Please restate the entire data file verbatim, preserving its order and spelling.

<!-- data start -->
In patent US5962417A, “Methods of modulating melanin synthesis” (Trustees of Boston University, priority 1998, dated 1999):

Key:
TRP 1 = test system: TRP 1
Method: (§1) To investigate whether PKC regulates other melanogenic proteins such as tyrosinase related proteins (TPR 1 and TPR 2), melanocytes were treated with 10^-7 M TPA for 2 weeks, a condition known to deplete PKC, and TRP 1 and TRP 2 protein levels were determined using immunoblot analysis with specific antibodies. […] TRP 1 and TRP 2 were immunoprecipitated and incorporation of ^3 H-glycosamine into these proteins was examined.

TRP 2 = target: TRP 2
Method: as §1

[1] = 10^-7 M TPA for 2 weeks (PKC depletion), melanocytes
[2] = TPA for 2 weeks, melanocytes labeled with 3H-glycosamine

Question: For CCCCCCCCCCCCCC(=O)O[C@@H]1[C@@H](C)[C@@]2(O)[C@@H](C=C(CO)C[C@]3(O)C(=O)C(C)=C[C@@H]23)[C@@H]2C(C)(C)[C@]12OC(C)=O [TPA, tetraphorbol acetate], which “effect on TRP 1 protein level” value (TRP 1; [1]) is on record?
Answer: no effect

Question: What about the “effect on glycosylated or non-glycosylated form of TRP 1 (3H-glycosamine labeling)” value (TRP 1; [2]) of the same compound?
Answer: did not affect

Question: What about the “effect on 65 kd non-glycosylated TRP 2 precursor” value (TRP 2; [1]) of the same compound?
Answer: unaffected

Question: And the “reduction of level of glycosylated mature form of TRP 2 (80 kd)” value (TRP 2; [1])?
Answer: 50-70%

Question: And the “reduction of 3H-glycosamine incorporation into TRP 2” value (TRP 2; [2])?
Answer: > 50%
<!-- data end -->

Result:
In patent US5962417A, “Methods of modulating melanin synthesis” (Trustees of Boston University, priority 1998, dated 1999):

Key:
TRP 1 = test system: TRP 1
Method: (§1) To investigate whether PKC regulates other melanogenic proteins such as tyrosinase related proteins (TPR 1 and TPR 2), melanocytes were treated with 10^-7 M TPA for 2 weeks, a condition known to deplete PKC, and TRP 1 and TRP 2 protein levels were determined using immunoblot analysis with specific antibodies. […] TRP 1 and TRP 2 were immunoprecipitated and incorporation of ^3 H-glycosamine into these proteins was examined.

TRP 2 = target: TRP 2
Method: as §1

[1] = 10^-7 M TPA for 2 weeks (PKC depletion), melanocytes
[2] = TPA for 2 weeks, melanocytes labeled with 3H-glycosamine

Question: For CCCCCCCCCCCCCC(=O)O[C@@H]1[C@@H](C)[C@@]2(O)[C@@H](C=C(CO)C[C@]3(O)C(=O)C(C)=C[C@@H]23)[C@@H]2C(C)(C)[C@]12OC(C)=O [TPA, tetraphorbol acetate], which “effect on TRP 1 protein level” value (TRP 1; [1]) is on record?
Answer: no effect

Question: What about the “effect on glycosylated or non-glycosylated form of TRP 1 (3H-glycosamine labeling)” value (TRP 1; [2]) of the same compound?
Answer: did not affect

Question: What about the “effect on 65 kd non-glycosylated TRP 2 precursor” value (TRP 2; [1]) of the same compound?
Answer: unaffected

Question: And the “reduction of level of glycosylated mature form of TRP 2 (80 kd)” value (TRP 2; [1])?
Answer: 50-70%

Question: And the “reduction of 3H-glycosamine incorporation into TRP 2” value (TRP 2; [2])?
Answer: > 50%